Only four presidents have been invited to France for D-Day SANTA FE — At this time last year, President Barack Obama was facing severe criticism for showing a lack of patriotism by not attending the commemoration ceremonies at Normandy on DDay. Let’s hope that by now all the people who were howling last year are squared away on how D-Day is commemorated in France. If not, the following information may be helpful. President Obama was accused of being the first president in 70 years not to attend the D-Day ceremonies. Obama cleared that up by noting that he indeed attended D-Day ceremonies his first year in office and caused quite a stir when French President Nicolas Sarkozy invited only Obama and not Queen Elizabeth. The queen made a big deal out of it because she is the only head of state, who saw service during World War II. She was a mechanic and truck driver. The general con-

EDITORIAL

JAY MILLER

INSIDE THE CAPITOL

sensus was that Sarkozy wanted Obama to himself all that day. But then the refrain began that Obama did not attend any of the three commemorations since then and that every other U.S. president had attended them all. That one didn’t hold water either. International protocol holds that heads of state do not enter another country unless invited by that country’s head of state. That’s something I hadn’t realized. Evidently D-Day is celebrated in every little town and village near the Normandy beaches. National ceremonies are held only once every 10 years. That began only in 1984. President Ronald Reagan

Roswell Daily Record

was invited and he attended. He wasn’t invited the remaining years of his term. And he didn’t attend. Bill Clinton was invited in 1994 and attended. George W. Bush was invited in 2004 and he attended. In 2009, the veterans of the Normandy landing petitioned President Sarkozy to hold a 65th national celebration because there were so few D-Day veterans still living. Sarkozy obliged. Obama was invited and went. So, four U.S. presidents have been invited to the Normandy events and all four have gone — including President Obama. No other U.S. president has gone and no one has gone more than once. This doesn’t mean, however, that no U.S. official has been to Normandy on other D-Days. The United States has a visitors center at the U.S. cemetery where 9,387 U.S. war dead are buried. Then-U.S. Defense Secretary Robert Gates presided over the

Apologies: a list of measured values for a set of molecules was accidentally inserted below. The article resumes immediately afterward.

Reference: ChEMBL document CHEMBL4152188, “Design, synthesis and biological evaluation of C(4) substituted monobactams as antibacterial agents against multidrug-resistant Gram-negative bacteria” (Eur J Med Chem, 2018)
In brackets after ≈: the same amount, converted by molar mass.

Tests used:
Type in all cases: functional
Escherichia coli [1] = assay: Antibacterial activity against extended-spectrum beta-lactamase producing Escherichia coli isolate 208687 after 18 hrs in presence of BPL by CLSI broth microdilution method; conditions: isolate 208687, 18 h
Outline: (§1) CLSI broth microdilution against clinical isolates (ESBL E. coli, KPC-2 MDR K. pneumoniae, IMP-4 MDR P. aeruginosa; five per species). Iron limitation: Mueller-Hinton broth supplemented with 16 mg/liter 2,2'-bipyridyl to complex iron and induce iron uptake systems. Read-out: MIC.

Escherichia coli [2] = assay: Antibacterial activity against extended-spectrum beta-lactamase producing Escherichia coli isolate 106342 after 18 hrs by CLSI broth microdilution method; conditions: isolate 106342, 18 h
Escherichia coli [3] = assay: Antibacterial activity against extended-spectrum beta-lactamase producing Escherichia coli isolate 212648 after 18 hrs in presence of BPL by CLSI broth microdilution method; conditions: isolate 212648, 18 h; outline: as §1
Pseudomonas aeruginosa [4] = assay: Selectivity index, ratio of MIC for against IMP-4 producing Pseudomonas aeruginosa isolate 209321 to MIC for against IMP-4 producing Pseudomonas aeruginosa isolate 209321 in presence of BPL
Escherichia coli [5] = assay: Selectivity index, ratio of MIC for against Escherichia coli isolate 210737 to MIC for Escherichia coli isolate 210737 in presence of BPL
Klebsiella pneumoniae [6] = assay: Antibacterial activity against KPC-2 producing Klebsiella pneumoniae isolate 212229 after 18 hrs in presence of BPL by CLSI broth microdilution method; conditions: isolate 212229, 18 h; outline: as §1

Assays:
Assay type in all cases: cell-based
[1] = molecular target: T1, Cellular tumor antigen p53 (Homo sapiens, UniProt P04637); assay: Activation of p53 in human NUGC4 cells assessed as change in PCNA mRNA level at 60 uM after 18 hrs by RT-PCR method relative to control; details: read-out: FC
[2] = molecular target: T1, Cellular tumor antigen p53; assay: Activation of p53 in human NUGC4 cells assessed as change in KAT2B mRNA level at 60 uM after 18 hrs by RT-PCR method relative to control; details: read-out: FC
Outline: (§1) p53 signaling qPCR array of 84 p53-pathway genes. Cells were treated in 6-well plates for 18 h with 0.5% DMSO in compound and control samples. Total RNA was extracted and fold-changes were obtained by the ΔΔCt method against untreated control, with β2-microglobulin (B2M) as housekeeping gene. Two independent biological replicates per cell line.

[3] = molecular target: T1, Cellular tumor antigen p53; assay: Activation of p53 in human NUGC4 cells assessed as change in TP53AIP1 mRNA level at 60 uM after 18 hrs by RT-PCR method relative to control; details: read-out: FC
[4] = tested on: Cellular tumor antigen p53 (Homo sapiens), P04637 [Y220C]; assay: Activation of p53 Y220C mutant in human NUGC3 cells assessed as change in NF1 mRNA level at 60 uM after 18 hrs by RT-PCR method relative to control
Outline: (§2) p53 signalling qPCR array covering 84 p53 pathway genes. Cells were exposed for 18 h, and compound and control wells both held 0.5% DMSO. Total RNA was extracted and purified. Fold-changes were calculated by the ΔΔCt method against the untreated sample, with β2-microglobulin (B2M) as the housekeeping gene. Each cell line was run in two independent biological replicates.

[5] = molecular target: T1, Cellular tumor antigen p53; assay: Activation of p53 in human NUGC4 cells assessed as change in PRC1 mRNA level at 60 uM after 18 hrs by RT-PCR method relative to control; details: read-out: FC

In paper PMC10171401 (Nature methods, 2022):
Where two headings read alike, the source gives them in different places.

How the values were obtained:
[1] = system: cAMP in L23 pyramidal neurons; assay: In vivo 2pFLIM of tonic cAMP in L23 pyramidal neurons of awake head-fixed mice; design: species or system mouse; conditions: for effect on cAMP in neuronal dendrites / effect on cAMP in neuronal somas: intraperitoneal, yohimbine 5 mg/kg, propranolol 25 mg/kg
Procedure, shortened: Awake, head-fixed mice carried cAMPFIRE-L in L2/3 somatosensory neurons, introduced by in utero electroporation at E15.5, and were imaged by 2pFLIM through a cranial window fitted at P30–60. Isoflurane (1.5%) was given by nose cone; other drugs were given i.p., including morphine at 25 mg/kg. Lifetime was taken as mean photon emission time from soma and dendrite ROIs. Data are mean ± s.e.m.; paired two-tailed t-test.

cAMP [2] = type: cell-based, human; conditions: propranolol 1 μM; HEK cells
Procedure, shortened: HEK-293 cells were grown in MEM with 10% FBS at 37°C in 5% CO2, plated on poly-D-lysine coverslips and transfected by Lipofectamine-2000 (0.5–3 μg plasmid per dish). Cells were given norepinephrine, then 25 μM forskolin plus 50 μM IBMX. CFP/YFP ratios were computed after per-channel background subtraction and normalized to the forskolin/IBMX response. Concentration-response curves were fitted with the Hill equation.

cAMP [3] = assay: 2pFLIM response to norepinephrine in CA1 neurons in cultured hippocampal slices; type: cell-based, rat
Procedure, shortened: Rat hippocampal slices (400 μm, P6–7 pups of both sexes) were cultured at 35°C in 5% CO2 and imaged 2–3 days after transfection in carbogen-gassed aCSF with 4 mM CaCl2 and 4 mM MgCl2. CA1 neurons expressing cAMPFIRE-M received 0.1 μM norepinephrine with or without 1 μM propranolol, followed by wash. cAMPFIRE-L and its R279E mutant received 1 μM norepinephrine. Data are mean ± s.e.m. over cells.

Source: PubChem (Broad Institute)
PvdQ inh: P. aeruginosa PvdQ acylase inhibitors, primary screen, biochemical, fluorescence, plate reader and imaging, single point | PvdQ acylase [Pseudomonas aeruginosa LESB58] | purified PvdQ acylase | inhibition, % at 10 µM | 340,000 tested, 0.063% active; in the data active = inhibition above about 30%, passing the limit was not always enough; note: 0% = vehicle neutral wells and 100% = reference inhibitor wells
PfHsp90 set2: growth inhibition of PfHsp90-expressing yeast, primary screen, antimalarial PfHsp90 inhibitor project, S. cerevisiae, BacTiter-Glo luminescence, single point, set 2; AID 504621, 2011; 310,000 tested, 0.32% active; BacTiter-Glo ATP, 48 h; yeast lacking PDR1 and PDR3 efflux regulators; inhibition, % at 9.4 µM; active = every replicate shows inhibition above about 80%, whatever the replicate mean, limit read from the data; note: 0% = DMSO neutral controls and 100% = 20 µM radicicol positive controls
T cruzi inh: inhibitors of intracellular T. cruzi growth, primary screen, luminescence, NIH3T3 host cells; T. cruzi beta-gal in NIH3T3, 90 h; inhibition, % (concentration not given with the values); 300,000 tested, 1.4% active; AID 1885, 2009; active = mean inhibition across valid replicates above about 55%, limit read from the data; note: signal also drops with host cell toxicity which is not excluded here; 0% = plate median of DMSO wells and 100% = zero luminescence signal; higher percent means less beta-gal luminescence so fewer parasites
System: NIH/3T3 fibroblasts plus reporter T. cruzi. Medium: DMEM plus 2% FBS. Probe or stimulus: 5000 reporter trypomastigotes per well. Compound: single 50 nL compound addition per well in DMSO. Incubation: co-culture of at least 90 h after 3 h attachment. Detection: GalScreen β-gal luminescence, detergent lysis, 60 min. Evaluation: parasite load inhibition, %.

dedication in 2007. Participation by Germany has been a sore point. In 2004, German Chancellor Helmut Kohl asked to be invited as a show of total European unity. His request was denied. Germany tries hard to be a good neighbor in Europe. Germans avoid any shows of patriotism for fear of appearing militant. They have adopted a deep streak of pacifism opposing all wars. This led to major disagreements when the United States and Britain entered into wars in Afghanistan and Iraq. Germany argued that their nation owes it to history to stress alternatives to war. We and our allies could not understand how Germans could allow people to be sent to prison camps and be killed. The Germans answer that they were at war and that the people imprisoned were said to be security risks. America has found it difficult to

argue with that reasoning because our nation was doing the same with the Japanese, Italians and some Germans. The difference was that we weren’t exterminating our prisoners. Neither side asked much about the prisoners once they were in camps. Finally, in 2009, the 65th anniversary of D-Day, German leaders were invited. D-Day has never been a big deal in the United States. It is sandwiched in between Memorial Day, Flag Day, Juneteenth and July 4th. The American culture isn’t especially celebration-oriented. We seem more work-oriented. So even though we took two of the five Normandy beaches, Utah and Omaha, we mainly leave it to the movies to carry the message that we won the war single-handily. (Write to Jay Miller at 3 La Tusa, Santa Fe, NM 87505; by fax at 984-0982; or by e-mail at insidethecapitol@hotmail.com)